If you visit Midtown Dentistry regularly then you are probably used to having dental x-rays taken of your teeth, but what are the different types and what do they show your dentist? Dental x-rays can be intraoral meaning they are taken inside the mouth, or they can be extraoral, meaning
The most common type of x-ray is the intraoral dental x-ray as this shows your teeth, the tooth roots and the surrounding bone in a great deal of detail. Intraoral dental x-rays can be:
- Bitewing x-rays. These show the teeth in the upper and lower jaw in great detail, in just one section of your mouth. Each bitewing x-ray shows the crown of the tooth to the level of the supporting bone and is used to show any areas of decay in the contact areas of each tooth, and any changes in bone levels that might be caused by gum disease. They are especially useful for seeing if fillings are leaking, and to see if crowns are fitting correctly.
- Periapical x-rays. These are also called PAs and show the entire tooth from the crown right down to the tip of the root. Each x-ray will show the teeth in one particular portion of the upper or lower jaw and they are used to show any abnormalities in the root of the tooth, and any problems with the bone surrounding the root.
Extraoral dental x-rays can include:
- Panoramic x-rays. A panoramic x-ray is able to show your entire mouth, including all the teeth in the upper and lower jaw in just one single image. This type of x-ray is particularly useful for identifying teeth that might be impacted, for diagnosing tumors, and for showing the position of teeth that are fully emerged as well as those that are still erupting.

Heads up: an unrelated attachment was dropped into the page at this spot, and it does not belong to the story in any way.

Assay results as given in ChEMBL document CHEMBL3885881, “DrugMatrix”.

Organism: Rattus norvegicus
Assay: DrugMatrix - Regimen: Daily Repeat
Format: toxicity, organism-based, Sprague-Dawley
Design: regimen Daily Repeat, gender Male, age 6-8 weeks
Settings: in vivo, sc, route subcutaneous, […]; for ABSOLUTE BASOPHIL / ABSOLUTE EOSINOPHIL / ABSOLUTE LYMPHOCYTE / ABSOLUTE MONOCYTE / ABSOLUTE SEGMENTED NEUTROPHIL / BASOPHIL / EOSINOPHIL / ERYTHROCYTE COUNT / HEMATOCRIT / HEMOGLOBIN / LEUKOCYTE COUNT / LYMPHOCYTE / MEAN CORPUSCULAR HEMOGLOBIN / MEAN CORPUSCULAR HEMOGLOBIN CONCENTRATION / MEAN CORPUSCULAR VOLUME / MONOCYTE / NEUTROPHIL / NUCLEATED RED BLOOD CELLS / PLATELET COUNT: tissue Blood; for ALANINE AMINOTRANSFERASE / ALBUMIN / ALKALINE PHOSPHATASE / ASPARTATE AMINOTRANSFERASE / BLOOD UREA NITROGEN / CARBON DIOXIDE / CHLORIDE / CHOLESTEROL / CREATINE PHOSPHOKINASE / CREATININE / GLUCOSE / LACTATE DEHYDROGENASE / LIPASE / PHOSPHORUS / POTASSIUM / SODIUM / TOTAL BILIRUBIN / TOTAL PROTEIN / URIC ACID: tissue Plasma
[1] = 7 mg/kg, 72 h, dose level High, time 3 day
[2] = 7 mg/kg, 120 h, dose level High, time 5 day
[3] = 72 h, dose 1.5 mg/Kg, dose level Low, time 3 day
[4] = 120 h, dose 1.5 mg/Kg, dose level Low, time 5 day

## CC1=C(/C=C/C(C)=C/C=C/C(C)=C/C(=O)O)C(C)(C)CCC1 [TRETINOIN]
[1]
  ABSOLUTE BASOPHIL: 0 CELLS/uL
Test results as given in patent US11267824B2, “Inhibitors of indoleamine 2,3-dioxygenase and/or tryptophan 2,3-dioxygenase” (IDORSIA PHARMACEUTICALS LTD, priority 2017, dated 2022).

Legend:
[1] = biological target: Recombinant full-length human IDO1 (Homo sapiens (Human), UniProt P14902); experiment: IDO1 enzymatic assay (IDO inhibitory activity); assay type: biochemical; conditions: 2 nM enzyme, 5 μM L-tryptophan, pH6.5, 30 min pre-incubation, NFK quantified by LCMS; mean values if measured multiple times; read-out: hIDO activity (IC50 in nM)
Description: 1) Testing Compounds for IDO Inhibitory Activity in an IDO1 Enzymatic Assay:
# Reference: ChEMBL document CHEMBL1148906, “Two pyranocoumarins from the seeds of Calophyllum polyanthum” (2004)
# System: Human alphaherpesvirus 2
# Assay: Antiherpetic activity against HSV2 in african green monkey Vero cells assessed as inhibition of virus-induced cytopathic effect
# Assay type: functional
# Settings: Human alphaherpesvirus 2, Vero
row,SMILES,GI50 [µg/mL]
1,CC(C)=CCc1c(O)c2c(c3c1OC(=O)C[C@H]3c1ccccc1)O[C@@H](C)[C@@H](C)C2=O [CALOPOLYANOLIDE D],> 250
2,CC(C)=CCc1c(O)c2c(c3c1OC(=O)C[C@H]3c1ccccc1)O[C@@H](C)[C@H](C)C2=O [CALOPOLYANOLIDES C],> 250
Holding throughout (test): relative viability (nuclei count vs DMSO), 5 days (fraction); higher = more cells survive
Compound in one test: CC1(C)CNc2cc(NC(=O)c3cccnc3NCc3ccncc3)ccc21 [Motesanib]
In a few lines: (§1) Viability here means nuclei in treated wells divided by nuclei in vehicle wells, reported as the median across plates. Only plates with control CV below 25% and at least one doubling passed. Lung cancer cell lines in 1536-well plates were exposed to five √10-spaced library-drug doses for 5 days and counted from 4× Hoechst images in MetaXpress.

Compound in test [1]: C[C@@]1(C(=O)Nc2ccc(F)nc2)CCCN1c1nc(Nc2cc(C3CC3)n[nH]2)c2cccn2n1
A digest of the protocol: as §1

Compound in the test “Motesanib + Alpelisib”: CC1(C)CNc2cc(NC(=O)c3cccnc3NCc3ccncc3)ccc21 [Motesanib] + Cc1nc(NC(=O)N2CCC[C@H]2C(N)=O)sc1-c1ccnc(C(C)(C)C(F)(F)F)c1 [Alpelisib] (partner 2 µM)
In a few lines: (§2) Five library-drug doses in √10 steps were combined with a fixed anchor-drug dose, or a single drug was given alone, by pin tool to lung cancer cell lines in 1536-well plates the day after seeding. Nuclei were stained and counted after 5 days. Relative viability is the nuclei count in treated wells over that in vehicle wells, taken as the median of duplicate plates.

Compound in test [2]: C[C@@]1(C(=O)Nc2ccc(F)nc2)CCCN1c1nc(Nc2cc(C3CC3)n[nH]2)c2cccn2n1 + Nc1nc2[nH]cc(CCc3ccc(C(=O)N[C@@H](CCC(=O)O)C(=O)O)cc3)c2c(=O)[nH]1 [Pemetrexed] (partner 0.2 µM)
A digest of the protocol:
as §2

- CT scans. CT scans show a 3-D image of the jaw and are particularly useful in a number of different situations. Dr. Jonathan Penchas will want you to have a CT scan if you intend to have dental implants as this will show the position of important structures in the mouth including nerves and sinus cavities, and helps him to plan the exact placement of your dental implants. CT scans can also be used to plan difficult extractions, and can also show problems with the bones in the face including fractures and tumors. CT scans are invaluable in helping to plan surgical procedures and for avoiding possible complications.
Dental x-rays do not cause any discomfort, and are only usually necessary every one or two years, depending on your oral health. Modern digital x-rays are extremely safe, as they only emit a tiny amount of radiation, and they are an important diagnostic and preventative dental care tool for your dentist.